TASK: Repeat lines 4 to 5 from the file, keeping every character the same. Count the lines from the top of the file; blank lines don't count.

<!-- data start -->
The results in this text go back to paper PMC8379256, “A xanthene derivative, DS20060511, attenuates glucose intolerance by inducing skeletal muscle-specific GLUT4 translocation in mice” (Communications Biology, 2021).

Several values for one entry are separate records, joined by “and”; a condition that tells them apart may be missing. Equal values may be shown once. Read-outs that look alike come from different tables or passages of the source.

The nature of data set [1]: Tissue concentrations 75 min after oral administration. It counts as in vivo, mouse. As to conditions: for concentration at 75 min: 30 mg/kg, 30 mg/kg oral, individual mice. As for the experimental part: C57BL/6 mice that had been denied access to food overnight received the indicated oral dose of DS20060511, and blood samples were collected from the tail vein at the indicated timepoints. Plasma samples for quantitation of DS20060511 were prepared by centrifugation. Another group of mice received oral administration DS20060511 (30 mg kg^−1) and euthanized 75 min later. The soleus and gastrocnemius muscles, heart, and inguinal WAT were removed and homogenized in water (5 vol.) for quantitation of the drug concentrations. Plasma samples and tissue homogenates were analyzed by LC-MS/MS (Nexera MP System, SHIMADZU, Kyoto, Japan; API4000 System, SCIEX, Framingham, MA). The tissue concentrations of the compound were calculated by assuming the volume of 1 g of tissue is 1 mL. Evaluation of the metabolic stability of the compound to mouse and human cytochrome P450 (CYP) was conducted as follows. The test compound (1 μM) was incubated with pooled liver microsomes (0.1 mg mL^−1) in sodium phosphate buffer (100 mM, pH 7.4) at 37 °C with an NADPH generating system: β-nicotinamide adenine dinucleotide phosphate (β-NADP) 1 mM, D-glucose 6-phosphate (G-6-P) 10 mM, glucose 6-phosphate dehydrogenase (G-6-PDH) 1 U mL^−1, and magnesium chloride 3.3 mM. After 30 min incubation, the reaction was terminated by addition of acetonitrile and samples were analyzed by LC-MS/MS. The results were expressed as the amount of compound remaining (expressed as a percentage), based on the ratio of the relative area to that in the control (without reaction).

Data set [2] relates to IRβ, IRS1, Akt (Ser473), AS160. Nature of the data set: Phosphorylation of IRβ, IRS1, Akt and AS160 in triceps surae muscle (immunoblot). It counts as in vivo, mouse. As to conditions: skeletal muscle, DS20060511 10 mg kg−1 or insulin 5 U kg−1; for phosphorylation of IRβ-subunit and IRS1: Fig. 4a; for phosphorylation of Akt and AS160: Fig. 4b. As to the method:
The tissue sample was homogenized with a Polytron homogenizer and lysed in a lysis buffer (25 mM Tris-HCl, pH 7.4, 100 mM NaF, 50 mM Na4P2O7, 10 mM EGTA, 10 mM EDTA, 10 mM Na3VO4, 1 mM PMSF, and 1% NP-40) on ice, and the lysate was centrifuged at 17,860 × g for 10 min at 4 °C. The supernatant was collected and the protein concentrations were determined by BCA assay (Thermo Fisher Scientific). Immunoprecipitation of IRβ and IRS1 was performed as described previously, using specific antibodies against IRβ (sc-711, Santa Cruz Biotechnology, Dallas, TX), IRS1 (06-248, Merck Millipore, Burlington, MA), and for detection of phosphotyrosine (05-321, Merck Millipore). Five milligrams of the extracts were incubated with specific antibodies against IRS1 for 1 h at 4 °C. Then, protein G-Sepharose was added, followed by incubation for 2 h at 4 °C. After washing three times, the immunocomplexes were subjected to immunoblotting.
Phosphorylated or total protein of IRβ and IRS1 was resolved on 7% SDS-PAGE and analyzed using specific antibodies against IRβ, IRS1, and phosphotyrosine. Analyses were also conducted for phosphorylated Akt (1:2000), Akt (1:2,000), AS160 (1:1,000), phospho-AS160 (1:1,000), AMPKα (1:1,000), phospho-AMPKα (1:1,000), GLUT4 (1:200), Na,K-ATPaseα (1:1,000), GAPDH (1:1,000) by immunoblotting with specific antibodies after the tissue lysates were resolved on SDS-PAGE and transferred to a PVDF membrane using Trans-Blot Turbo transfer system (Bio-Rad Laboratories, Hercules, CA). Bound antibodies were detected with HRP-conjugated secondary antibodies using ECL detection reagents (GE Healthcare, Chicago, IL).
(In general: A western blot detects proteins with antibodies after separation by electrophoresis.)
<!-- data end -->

Data set [2] relates to IRβ, IRS1, Akt (Ser473), AS160. Nature of the data set: Phosphorylation of IRβ, IRS1, Akt and AS160 in triceps surae muscle (immunoblot). It counts as in vivo, mouse. As to conditions: skeletal muscle, DS20060511 10 mg kg−1 or insulin 5 U kg−1; for phosphorylation of IRβ-subunit and IRS1: Fig. 4a; for phosphorylation of Akt and AS160: Fig. 4b. As to the method:
The tissue sample was homogenized with a Polytron homogenizer and lysed in a lysis buffer (25 mM Tris-HCl, pH 7.4, 100 mM NaF, 50 mM Na4P2O7, 10 mM EGTA, 10 mM EDTA, 10 mM Na3VO4, 1 mM PMSF, and 1% NP-40) on ice, and the lysate was centrifuged at 17,860 × g for 10 min at 4 °C. The supernatant was collected and the protein concentrations were determined by BCA assay (Thermo Fisher Scientific). Immunoprecipitation of IRβ and IRS1 was performed as described previously, using specific antibodies against IRβ (sc-711, Santa Cruz Biotechnology, Dallas, TX), IRS1 (06-248, Merck Millipore, Burlington, MA), and for detection of phosphotyrosine (05-321, Merck Millipore). Five milligrams of the extracts were incubated with specific antibodies against IRS1 for 1 h at 4 °C. Then, protein G-Sepharose was added, followed by incubation for 2 h at 4 °C. After washing three times, the immunocomplexes were subjected to immunoblotting.